When speaking of ps4 OS it is also a good to remember that there will be in-game OS and full version, which certainly will not use same amount of memory.
In game will not have all features, but Sony did announce instant resume for games.
IMHO. the optimal method would be something like following.
- Go to in-game OS during game.
- Ask something that needs full OS
- Ps4 saves game state and loads full OS.
- Do what is needed in full OS, press resume game.
- Ps4 changes to in-game OS mode and loads game state.
This way they can have reasonably small amount of memory used during in-game OS and Full OS + programs can pretty much all the memory system has.
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Controlled stream copied in deferred bursts shouldn't hit HDD that badly and this would remove limitations of video length while keeping memory consumption low.
Another way would be to stream the video directly to PS+ cloud, no need to store much on local machine.
What kind of OS does the PS3 run? I know it's quite different than how PCs ran due to the Cell chip, but that's all I know.
As far as the PS4 since their running it like a PC now does that mean their running the OS like Windows or is it something Sony cooked up just for the PS4?
It'll be nice to actually be able to access everything while in a game and a Playstation Store that doesn't lag like hell (But is a good design)
PS3's OS is only different from the Windows simply because it's not designed like them but more like the Windows Media Center for the lack of a better comparison. It's really not meant to act like a traditional OS.
If they did design it like Windows, it would look and act like it but that would take a lot of RAM and would be pointless as we don't need nearly the amount of things we can do on Windows so they made it more like a little browser instead that is more efficient as to what we want.
Even though MS is designing the next Xbox with a customized Windows 8 (or so we'd heard), it still may not look anything like Windows 8. It might be a highly customized version of it like Xbox 360 was of Windows 2000 (or whatever it was)...and you can see that the 360 OS looks and feels nothing like the Windows itself.
My point is that it doesn't matter what OS they have on there, all that matters is what features it has, how streamlined it is and how much RAM it's taking up.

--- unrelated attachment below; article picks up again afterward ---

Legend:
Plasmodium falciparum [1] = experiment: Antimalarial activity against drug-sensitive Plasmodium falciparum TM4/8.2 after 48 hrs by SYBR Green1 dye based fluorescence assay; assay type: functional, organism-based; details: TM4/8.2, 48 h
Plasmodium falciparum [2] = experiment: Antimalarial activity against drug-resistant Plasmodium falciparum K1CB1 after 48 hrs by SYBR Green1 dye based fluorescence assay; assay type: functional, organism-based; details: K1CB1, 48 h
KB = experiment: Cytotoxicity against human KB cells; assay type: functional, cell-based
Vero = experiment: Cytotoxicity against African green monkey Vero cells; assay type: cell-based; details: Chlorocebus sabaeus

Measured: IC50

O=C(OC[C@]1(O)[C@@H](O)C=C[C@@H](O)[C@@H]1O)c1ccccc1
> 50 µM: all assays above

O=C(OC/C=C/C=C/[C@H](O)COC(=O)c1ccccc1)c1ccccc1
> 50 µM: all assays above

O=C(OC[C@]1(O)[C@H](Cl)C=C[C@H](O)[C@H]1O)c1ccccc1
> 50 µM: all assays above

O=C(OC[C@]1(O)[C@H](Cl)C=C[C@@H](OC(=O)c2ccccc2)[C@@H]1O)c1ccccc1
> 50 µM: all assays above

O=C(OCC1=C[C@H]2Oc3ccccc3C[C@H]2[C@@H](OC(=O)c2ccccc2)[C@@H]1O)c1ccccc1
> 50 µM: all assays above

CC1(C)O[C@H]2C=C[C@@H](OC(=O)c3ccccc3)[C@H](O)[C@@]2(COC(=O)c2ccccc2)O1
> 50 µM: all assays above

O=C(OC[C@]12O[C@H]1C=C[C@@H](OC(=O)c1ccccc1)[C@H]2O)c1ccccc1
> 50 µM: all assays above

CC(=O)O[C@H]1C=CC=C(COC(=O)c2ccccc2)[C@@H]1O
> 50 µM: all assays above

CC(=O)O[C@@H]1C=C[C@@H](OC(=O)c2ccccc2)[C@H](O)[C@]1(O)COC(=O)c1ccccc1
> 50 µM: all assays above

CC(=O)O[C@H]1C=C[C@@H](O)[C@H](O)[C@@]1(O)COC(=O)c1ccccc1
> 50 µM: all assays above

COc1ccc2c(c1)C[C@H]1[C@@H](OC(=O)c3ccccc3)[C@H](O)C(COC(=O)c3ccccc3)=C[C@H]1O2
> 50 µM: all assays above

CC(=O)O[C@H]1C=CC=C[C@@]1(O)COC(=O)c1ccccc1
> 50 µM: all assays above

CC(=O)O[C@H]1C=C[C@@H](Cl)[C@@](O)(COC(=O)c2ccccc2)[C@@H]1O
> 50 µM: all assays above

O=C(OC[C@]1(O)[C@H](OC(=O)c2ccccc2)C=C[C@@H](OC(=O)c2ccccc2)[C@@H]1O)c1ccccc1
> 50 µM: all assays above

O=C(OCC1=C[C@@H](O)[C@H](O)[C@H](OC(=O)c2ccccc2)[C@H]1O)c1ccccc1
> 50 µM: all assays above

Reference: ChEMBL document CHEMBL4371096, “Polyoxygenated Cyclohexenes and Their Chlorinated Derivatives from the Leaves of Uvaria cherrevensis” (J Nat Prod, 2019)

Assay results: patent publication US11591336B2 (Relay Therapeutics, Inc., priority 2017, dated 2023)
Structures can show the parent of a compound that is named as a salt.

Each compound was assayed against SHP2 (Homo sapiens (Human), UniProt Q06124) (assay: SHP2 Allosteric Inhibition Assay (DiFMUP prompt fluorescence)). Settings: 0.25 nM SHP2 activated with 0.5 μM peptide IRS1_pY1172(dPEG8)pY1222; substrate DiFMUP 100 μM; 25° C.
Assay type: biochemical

I looked it up, apparently it's the equivalent of putting a negative with a positive to suggest that it's super positive? So like saying terribly good.
Instead what you do is allocate a specific address range that Games can access, that is separated from what the OS has full dominion over (OS should be able to reach beyond.)
It would be interesting to see how the 15min of game footage buffering is handled. The only way I see it working is if the video is compressed on the fly by the graphics processor (would be simple to do.) If they used H.265 that would give it a decent quality at a much lower bit rate than H.264 would and be great for streaming. It would need to be buffered, but I could see this being buffered on a dedicated space of the HDD. Also very easy to accomplish, it would only require a few megs of the OS memory to handle this as an intermediate buffer (graphics card writes to this circular buffer continuously, then the OS pushes this out to the HDD for longer storage - dropping older data packets as time progresses.) This would not be a tough thing to do to be honest. The ingenious part is simply thinking of doing it in the first place, and working with the graphic processor developer to incorporate that and make it exclusive to you. I should do a patent search on this as I'm sure there's one out there, but I'm too lazy.
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